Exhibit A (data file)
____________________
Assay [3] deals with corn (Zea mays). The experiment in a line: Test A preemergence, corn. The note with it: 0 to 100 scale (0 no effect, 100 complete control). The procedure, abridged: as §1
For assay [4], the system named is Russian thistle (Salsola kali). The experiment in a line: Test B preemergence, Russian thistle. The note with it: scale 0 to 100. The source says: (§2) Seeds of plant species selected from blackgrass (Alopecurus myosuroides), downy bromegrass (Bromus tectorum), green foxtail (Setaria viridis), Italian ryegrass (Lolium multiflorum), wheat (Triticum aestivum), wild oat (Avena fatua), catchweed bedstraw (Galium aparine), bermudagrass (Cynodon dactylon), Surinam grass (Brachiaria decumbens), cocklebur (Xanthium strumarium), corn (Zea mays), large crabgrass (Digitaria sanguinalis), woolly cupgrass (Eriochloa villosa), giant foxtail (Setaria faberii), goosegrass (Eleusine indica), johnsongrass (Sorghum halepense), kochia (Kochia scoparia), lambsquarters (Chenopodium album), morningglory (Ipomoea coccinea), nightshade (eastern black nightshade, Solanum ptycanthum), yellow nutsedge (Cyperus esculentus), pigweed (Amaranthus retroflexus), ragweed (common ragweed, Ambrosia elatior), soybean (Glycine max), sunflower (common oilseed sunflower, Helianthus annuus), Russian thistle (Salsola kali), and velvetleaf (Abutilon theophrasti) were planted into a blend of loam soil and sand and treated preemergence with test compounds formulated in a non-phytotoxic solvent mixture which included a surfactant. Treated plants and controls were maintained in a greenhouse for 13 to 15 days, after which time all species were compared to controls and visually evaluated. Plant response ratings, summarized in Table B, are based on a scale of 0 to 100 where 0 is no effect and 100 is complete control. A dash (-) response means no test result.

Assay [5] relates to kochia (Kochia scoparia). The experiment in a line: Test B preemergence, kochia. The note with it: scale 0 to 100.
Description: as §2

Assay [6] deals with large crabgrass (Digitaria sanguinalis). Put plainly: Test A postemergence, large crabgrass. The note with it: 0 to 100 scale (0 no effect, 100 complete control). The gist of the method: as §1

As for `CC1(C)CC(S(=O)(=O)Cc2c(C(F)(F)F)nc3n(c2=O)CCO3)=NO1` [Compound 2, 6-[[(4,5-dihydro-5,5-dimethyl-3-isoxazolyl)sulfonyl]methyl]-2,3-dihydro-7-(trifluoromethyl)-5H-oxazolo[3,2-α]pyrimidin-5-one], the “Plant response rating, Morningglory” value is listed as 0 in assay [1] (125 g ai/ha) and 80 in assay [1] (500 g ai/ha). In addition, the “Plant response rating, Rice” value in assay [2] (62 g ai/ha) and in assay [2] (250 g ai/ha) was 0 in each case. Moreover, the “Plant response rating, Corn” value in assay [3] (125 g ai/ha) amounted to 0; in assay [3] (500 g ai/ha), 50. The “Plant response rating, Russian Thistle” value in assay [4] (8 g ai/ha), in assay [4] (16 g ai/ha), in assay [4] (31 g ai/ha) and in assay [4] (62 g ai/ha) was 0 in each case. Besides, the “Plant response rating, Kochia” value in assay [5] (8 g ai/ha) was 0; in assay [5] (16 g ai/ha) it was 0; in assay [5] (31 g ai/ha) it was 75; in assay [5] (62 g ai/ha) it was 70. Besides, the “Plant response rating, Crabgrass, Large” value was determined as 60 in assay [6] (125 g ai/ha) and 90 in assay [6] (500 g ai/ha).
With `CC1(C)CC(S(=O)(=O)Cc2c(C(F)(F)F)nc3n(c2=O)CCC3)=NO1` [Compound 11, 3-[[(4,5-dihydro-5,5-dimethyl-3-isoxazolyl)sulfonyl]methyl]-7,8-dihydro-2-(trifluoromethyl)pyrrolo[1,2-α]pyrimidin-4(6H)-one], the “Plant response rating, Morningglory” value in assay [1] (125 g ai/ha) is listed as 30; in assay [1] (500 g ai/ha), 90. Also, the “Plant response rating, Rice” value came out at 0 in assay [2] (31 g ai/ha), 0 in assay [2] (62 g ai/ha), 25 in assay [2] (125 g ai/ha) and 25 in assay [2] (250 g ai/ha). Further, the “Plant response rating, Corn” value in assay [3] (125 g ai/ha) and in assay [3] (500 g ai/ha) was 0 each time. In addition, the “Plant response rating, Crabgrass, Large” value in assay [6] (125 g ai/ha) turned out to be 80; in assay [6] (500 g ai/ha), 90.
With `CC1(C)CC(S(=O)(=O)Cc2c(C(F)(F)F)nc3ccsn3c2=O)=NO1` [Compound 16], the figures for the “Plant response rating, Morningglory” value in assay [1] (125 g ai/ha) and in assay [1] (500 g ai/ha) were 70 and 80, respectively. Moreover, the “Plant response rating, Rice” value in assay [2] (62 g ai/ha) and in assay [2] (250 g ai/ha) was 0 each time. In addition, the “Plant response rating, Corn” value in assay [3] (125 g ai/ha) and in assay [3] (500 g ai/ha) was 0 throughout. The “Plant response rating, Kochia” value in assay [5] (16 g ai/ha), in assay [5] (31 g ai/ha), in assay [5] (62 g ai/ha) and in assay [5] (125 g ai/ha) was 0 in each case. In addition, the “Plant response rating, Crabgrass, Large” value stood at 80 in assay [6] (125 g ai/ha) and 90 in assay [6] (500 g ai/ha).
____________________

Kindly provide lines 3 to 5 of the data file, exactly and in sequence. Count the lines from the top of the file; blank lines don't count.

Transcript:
Assay [5] relates to kochia (Kochia scoparia). The experiment in a line: Test B preemergence, kochia. The note with it: scale 0 to 100.
Description: as §2

Assay [6] deals with large crabgrass (Digitaria sanguinalis). Put plainly: Test A postemergence, large crabgrass. The note with it: 0 to 100 scale (0 no effect, 100 complete control). The gist of the method: as §1